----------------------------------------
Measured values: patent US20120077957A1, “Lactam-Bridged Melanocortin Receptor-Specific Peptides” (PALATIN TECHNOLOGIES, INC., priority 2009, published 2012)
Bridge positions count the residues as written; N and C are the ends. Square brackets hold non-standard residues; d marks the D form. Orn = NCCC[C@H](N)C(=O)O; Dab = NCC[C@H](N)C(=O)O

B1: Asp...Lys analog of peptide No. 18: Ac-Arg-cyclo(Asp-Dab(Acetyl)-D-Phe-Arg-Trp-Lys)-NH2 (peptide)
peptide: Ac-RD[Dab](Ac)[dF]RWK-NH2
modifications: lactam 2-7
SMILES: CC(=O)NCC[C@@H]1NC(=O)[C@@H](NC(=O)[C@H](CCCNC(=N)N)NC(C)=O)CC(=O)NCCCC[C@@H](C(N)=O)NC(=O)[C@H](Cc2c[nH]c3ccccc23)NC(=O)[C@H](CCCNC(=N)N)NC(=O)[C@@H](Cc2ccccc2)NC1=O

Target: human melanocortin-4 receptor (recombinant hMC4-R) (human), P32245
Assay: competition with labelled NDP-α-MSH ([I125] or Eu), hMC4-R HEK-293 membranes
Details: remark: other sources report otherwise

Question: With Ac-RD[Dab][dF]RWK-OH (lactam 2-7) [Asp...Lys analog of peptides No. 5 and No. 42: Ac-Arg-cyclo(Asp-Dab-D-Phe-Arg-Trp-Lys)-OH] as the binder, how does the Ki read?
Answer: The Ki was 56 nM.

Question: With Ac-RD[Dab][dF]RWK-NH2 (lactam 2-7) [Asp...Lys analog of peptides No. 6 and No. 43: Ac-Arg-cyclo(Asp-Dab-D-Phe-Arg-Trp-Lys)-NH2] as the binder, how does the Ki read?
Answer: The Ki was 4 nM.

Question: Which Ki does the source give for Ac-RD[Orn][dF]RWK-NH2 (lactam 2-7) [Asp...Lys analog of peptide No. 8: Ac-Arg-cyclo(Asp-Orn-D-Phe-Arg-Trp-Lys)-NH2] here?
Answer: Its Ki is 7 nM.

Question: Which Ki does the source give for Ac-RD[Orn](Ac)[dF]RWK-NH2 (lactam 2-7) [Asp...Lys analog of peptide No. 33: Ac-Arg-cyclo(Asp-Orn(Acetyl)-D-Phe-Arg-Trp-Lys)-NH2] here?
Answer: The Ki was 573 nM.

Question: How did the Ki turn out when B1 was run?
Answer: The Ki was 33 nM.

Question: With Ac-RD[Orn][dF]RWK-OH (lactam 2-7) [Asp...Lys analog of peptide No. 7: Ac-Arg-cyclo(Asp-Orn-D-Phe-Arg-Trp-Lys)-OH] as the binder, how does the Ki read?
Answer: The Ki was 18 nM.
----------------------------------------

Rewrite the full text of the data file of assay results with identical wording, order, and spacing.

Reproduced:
Measured values: patent US20120077957A1, “Lactam-Bridged Melanocortin Receptor-Specific Peptides” (PALATIN TECHNOLOGIES, INC., priority 2009, published 2012)
Bridge positions count the residues as written; N and C are the ends. Square brackets hold non-standard residues; d marks the D form. Orn = NCCC[C@H](N)C(=O)O; Dab = NCC[C@H](N)C(=O)O

B1: Asp...Lys analog of peptide No. 18: Ac-Arg-cyclo(Asp-Dab(Acetyl)-D-Phe-Arg-Trp-Lys)-NH2 (peptide)
peptide: Ac-RD[Dab](Ac)[dF]RWK-NH2
modifications: lactam 2-7
SMILES: CC(=O)NCC[C@@H]1NC(=O)[C@@H](NC(=O)[C@H](CCCNC(=N)N)NC(C)=O)CC(=O)NCCCC[C@@H](C(N)=O)NC(=O)[C@H](Cc2c[nH]c3ccccc23)NC(=O)[C@H](CCCNC(=N)N)NC(=O)[C@@H](Cc2ccccc2)NC1=O

Target: human melanocortin-4 receptor (recombinant hMC4-R) (human), P32245
Assay: competition with labelled NDP-α-MSH ([I125] or Eu), hMC4-R HEK-293 membranes
Details: remark: other sources report otherwise

Question: With Ac-RD[Dab][dF]RWK-OH (lactam 2-7) [Asp...Lys analog of peptides No. 5 and No. 42: Ac-Arg-cyclo(Asp-Dab-D-Phe-Arg-Trp-Lys)-OH] as the binder, how does the Ki read?
Answer: The Ki was 56 nM.

Question: With Ac-RD[Dab][dF]RWK-NH2 (lactam 2-7) [Asp...Lys analog of peptides No. 6 and No. 43: Ac-Arg-cyclo(Asp-Dab-D-Phe-Arg-Trp-Lys)-NH2] as the binder, how does the Ki read?
Answer: The Ki was 4 nM.

Question: Which Ki does the source give for Ac-RD[Orn][dF]RWK-NH2 (lactam 2-7) [Asp...Lys analog of peptide No. 8: Ac-Arg-cyclo(Asp-Orn-D-Phe-Arg-Trp-Lys)-NH2] here?
Answer: Its Ki is 7 nM.

Question: Which Ki does the source give for Ac-RD[Orn](Ac)[dF]RWK-NH2 (lactam 2-7) [Asp...Lys analog of peptide No. 33: Ac-Arg-cyclo(Asp-Orn(Acetyl)-D-Phe-Arg-Trp-Lys)-NH2] here?
Answer: The Ki was 573 nM.

Question: How did the Ki turn out when B1 was run?
Answer: The Ki was 33 nM.

Question: With Ac-RD[Orn][dF]RWK-OH (lactam 2-7) [Asp...Lys analog of peptide No. 7: Ac-Arg-cyclo(Asp-Orn-D-Phe-Arg-Trp-Lys)-OH] as the binder, how does the Ki read?
Answer: The Ki was 18 nM.